## Sunday, April 10, 2016

### IP v4 address matcher (regex)

IP address is a string in the form "A.B.C.D", where the value of A, B, C, and D may range from 0 to 255. Leading zeros are allowed. The length of A, B, C, or D can't be greater than 3.

The pattern is: ^(?:(?:25[0-5]?|2[0-4]?[0-9]?|[01]?[0-9][0-9]?)\.){3}(?:25[0-5]?|2[0-4]?[0-9]?|[01]?[0-9][0-9]?)\$

Java:
```public class IPv4Regex {
static final String ipV4Pattern = "^(?:(?:25[0-5]?|2[0-4]?[0-9]?|[01]?[0-9][0-9]?)\\.){3}"
+ "(?:25[0-5]?|2[0-4]?[0-9]?|[01]?[0-9][0-9]?)\$";

public static void main(String[] args) {
System.out.println("000.123.234.245".matches(ipV4Pattern));
}
}```

## Tuesday, March 8, 2016

### Tree traversal notes

1. Inorder:

- travel left subtree in inorder
- visit root
- travel right subtree in inorder

Recursive approach:

```void inOrder() {
if(root != null) {
inOrder(root.left);
System.out.println(root.data);
inOrder(root.right);
}
}
```

Iterative approach using stacks:

```void inOrder() {

Stack stack = new Stack();

Node current = root;

while(current!=null || !stack.isEmpty()) {
//push to stack and move to left sub-tree
if(current!=null){
stack.push(current);
current = current.left;
}
else { //we need to pop out nodes from stack and shift to its right sub-tree
current = stack.pop(); //visited node
System.out.println(current.data);
current = current.right;
}
}
}
```

2. Pre-order:

- visit root
- travel left subtree in preorder
- travel right subtree in preorder

Recursive approach:

```void preOrder() {
if(root != null) {
System.out.println(root.data);
preOrder(root.left);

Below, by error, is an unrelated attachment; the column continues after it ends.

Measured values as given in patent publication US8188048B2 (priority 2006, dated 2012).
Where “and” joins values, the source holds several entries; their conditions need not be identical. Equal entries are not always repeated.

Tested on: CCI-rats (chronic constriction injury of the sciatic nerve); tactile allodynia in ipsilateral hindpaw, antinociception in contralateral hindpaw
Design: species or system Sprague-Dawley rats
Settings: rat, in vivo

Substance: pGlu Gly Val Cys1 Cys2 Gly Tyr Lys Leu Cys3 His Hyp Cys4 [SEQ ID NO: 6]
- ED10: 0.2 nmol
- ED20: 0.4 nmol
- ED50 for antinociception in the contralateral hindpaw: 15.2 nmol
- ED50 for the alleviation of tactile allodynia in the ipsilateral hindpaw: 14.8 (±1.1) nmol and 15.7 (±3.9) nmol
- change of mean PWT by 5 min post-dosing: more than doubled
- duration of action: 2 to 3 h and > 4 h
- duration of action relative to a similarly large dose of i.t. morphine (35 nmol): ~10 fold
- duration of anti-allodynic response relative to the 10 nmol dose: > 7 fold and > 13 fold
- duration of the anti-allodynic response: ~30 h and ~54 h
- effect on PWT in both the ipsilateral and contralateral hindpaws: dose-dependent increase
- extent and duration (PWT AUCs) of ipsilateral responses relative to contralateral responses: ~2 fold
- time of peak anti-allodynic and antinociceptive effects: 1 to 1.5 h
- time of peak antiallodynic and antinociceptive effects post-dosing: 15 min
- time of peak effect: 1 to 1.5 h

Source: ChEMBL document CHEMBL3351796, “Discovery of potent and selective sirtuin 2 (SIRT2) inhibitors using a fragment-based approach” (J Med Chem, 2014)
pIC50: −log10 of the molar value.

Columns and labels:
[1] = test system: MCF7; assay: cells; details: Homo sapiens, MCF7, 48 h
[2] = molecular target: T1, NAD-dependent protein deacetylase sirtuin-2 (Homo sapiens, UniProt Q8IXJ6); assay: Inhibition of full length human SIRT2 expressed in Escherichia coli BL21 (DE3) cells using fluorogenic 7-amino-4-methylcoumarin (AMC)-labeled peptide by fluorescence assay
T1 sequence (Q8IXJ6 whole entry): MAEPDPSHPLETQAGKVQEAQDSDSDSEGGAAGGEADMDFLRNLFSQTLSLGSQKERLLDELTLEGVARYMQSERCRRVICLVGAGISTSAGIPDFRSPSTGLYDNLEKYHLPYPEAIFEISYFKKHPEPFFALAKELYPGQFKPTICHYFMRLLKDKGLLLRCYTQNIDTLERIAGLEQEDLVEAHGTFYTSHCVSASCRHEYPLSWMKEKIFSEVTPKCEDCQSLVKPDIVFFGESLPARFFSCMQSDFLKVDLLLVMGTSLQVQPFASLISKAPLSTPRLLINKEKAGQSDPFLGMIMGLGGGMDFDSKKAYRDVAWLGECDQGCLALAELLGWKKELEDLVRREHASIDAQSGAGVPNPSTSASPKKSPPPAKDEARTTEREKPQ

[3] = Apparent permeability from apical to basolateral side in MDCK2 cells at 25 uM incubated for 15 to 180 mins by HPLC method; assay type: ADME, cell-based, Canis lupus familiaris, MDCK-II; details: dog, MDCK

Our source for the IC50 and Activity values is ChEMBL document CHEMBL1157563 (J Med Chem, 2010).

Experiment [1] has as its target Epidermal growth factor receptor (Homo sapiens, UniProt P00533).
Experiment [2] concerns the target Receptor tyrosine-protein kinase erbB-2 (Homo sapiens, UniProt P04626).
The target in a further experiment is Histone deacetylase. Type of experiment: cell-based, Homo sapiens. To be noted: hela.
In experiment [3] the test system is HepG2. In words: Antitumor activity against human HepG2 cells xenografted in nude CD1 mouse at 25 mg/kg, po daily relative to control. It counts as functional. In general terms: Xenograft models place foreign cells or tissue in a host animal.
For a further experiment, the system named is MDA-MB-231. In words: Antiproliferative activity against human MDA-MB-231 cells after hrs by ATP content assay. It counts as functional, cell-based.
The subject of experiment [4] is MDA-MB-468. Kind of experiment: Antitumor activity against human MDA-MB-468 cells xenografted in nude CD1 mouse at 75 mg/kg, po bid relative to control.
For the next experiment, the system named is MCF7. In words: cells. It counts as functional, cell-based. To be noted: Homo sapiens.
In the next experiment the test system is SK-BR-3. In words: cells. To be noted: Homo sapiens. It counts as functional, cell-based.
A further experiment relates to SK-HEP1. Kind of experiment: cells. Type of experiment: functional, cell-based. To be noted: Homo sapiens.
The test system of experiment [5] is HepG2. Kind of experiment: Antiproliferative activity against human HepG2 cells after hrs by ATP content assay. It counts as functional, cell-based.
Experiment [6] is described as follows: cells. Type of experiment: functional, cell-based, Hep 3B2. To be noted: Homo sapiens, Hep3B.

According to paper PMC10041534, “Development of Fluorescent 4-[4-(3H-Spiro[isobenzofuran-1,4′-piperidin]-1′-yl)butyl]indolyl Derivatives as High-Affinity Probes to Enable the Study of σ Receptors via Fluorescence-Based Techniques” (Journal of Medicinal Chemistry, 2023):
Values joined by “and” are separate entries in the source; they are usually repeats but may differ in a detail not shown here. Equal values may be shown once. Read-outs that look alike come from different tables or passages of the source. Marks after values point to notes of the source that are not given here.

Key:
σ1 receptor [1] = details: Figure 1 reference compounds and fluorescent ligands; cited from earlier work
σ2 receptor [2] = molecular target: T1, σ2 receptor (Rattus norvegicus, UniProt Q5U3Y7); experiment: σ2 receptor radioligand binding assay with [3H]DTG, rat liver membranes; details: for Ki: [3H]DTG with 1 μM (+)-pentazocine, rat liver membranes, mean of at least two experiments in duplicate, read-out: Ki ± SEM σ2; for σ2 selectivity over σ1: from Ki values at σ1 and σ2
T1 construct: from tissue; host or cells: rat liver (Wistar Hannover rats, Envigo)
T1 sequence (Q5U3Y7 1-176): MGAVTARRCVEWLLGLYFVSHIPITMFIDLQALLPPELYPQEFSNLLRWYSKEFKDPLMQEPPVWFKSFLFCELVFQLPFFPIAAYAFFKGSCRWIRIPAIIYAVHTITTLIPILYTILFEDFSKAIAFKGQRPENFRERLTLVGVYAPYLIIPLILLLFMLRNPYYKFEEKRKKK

preOrder(root.right);
}
}
```

Iterative approach using stacks:

```void inOrder() {

Stack stack = new Stack();

Node current = root;

while(current!=null || !stack.isEmpty()) {
//print each value, then push its right subtree to stack and move to left subtree
if(current!=null){
System.out.println(current.data); //visited node
stack.push(current.right); //push right subtree
current = current.left; //shift to left subtree
}
else {
current = stack.pop();
}
}
}
```

## Friday, February 12, 2016

### Designing your own iterable stuff

Or, simply, implementing iterator logic in your own class, on which you can iterate or even use for-each loop. Because, for-each works only on Iterator based collections.
Following is a generic Java 7 code that takes into account a simple custom linked list implementation that is generic and can be iterated over, using following steps.
1. The stuff we want to iterate upon has to be Iterable and expose
iterator()
2. Design a java.util.Iterator by overriding hasNext(), next() and remove().

## Sunday, June 28, 2015

### Sorting Key-Value pairs in Java

Saw making your own sorting logic by implementing Comparable or Comparator? If not, click here. Now, how about sorting key-value pairs! Well, we need just a little code modification. See following code sample that sorts key-value pairs, first by key, then values. Look at the compareTo method implementation.

## Sunday, June 7, 2015

### Comparable and Comparator- When and how to use? [Concise]

When there comes the need of sorting objects, be it using Collections.sort() or just adding elements to Treeset etc, java.lang.Comparable and java.util.Comparator come into picture. For default sorting of objects in the collection, we need to implement Comparable and override below method in that class, unless we are using some pre-defined class that already implements Comparable like String, Integer etc.,
```int compareTo(T o)
```
If we want to provide an external sorting logic to override the default one, the class needs to implement Comparator interface and override the following method:
```int compare(T o1, T o2)
```
The question: Why use Comparator when we already have Comparable?
Answer: If you have authored that class, then you can give a default sorting behavior by implementing Comparable and use that logic to sort whenever needed. Now, let's say that you are using an existing class whose source you can not modify and the default sorting logic of which you are not satisfied with. What now? Just write a Comparator using your own sorting process and use that instance to sort. See below sample programs.

The API information is here:
1. java.lang.Comparable
2. Java.util.Comparator
Lets dig into this with our custom class.